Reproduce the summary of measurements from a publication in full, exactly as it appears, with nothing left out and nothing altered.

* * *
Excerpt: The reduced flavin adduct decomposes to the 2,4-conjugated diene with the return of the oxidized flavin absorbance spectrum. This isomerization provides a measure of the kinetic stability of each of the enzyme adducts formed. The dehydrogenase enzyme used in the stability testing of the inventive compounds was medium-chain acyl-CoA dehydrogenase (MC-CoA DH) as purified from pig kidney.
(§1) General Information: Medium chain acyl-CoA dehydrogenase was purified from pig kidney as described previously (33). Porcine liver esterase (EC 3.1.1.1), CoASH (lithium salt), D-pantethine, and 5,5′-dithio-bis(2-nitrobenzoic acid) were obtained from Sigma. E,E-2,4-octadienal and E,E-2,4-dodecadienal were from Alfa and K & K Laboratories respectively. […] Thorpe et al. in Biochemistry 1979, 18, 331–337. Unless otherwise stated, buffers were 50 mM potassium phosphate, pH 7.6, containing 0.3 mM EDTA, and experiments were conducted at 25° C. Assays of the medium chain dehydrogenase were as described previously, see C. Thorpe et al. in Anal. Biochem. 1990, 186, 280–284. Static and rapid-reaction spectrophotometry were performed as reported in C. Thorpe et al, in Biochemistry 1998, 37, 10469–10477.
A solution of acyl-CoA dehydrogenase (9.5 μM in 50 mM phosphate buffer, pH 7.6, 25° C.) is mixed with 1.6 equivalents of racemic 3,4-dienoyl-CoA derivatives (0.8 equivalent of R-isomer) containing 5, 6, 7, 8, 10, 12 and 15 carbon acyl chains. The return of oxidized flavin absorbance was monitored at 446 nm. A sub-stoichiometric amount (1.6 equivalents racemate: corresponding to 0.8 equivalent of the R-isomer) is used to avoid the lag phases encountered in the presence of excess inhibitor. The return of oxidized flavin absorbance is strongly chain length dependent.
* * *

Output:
Excerpt: The reduced flavin adduct decomposes to the 2,4-conjugated diene with the return of the oxidized flavin absorbance spectrum. This isomerization provides a measure of the kinetic stability of each of the enzyme adducts formed. The dehydrogenase enzyme used in the stability testing of the inventive compounds was medium-chain acyl-CoA dehydrogenase (MC-CoA DH) as purified from pig kidney.
(§1) General Information: Medium chain acyl-CoA dehydrogenase was purified from pig kidney as described previously (33). Porcine liver esterase (EC 3.1.1.1), CoASH (lithium salt), D-pantethine, and 5,5′-dithio-bis(2-nitrobenzoic acid) were obtained from Sigma. E,E-2,4-octadienal and E,E-2,4-dodecadienal were from Alfa and K & K Laboratories respectively. […] Thorpe et al. in Biochemistry 1979, 18, 331–337. Unless otherwise stated, buffers were 50 mM potassium phosphate, pH 7.6, containing 0.3 mM EDTA, and experiments were conducted at 25° C. Assays of the medium chain dehydrogenase were as described previously, see C. Thorpe et al. in Anal. Biochem. 1990, 186, 280–284. Static and rapid-reaction spectrophotometry were performed as reported in C. Thorpe et al, in Biochemistry 1998, 37, 10469–10477.
A solution of acyl-CoA dehydrogenase (9.5 μM in 50 mM phosphate buffer, pH 7.6, 25° C.) is mixed with 1.6 equivalents of racemic 3,4-dienoyl-CoA derivatives (0.8 equivalent of R-isomer) containing 5, 6, 7, 8, 10, 12 and 15 carbon acyl chains. The return of oxidized flavin absorbance was monitored at 446 nm. A sub-stoichiometric amount (1.6 equivalents racemate: corresponding to 0.8 equivalent of the R-isomer) is used to avoid the lag phases encountered in the presence of excess inhibitor. The return of oxidized flavin absorbance is strongly chain length dependent.